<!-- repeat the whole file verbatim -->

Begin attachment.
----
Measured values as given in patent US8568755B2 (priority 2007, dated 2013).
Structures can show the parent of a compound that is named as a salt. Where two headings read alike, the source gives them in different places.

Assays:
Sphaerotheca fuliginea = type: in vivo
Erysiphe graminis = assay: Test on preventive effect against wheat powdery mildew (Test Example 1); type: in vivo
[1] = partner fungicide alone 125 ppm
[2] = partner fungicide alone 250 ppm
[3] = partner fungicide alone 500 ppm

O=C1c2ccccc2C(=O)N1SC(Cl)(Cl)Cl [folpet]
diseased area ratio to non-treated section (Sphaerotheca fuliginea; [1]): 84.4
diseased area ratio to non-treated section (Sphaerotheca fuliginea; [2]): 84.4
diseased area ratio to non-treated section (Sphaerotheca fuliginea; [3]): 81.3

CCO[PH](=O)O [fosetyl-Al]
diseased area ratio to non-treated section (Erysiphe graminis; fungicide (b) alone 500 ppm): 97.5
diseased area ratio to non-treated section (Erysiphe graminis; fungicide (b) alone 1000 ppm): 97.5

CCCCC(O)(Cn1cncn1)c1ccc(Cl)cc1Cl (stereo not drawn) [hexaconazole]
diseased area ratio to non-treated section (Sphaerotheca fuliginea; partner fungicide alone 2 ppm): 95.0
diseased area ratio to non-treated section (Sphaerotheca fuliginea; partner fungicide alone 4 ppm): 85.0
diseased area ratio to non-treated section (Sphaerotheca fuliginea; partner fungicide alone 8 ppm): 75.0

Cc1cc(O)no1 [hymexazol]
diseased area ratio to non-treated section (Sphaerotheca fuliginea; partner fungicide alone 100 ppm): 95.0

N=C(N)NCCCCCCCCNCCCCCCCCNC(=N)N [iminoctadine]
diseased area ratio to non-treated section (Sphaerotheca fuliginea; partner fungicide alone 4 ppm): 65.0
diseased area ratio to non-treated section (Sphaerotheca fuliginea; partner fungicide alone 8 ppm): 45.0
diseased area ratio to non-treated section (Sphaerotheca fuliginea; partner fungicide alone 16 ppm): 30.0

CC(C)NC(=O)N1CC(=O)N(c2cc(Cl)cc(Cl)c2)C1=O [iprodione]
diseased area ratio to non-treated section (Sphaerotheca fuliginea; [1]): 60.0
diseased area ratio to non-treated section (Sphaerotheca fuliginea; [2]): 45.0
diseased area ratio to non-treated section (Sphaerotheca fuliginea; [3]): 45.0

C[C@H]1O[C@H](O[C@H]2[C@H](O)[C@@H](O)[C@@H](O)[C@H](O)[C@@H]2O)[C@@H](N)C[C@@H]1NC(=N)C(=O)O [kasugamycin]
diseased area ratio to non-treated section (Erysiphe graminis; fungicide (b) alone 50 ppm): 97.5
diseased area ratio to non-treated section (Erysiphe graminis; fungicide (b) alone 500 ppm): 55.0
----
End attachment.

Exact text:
Measured values as given in patent US8568755B2 (priority 2007, dated 2013).
Structures can show the parent of a compound that is named as a salt. Where two headings read alike, the source gives them in different places.

Assays:
Sphaerotheca fuliginea = type: in vivo
Erysiphe graminis = assay: Test on preventive effect against wheat powdery mildew (Test Example 1); type: in vivo
[1] = partner fungicide alone 125 ppm
[2] = partner fungicide alone 250 ppm
[3] = partner fungicide alone 500 ppm

O=C1c2ccccc2C(=O)N1SC(Cl)(Cl)Cl [folpet]
diseased area ratio to non-treated section (Sphaerotheca fuliginea; [1]): 84.4
diseased area ratio to non-treated section (Sphaerotheca fuliginea; [2]): 84.4
diseased area ratio to non-treated section (Sphaerotheca fuliginea; [3]): 81.3

CCO[PH](=O)O [fosetyl-Al]
diseased area ratio to non-treated section (Erysiphe graminis; fungicide (b) alone 500 ppm): 97.5
diseased area ratio to non-treated section (Erysiphe graminis; fungicide (b) alone 1000 ppm): 97.5

CCCCC(O)(Cn1cncn1)c1ccc(Cl)cc1Cl (stereo not drawn) [hexaconazole]
diseased area ratio to non-treated section (Sphaerotheca fuliginea; partner fungicide alone 2 ppm): 95.0
diseased area ratio to non-treated section (Sphaerotheca fuliginea; partner fungicide alone 4 ppm): 85.0
diseased area ratio to non-treated section (Sphaerotheca fuliginea; partner fungicide alone 8 ppm): 75.0

Cc1cc(O)no1 [hymexazol]
diseased area ratio to non-treated section (Sphaerotheca fuliginea; partner fungicide alone 100 ppm): 95.0

N=C(N)NCCCCCCCCNCCCCCCCCNC(=N)N [iminoctadine]
diseased area ratio to non-treated section (Sphaerotheca fuliginea; partner fungicide alone 4 ppm): 65.0
diseased area ratio to non-treated section (Sphaerotheca fuliginea; partner fungicide alone 8 ppm): 45.0
diseased area ratio to non-treated section (Sphaerotheca fuliginea; partner fungicide alone 16 ppm): 30.0

CC(C)NC(=O)N1CC(=O)N(c2cc(Cl)cc(Cl)c2)C1=O [iprodione]
diseased area ratio to non-treated section (Sphaerotheca fuliginea; [1]): 60.0
diseased area ratio to non-treated section (Sphaerotheca fuliginea; [2]): 45.0
diseased area ratio to non-treated section (Sphaerotheca fuliginea; [3]): 45.0

C[C@H]1O[C@H](O[C@H]2[C@H](O)[C@@H](O)[C@@H](O)[C@H](O)[C@@H]2O)[C@@H](N)C[C@@H]1NC(=N)C(=O)O [kasugamycin]
diseased area ratio to non-treated section (Erysiphe graminis; fungicide (b) alone 50 ppm): 97.5
diseased area ratio to non-treated section (Erysiphe graminis; fungicide (b) alone 500 ppm): 55.0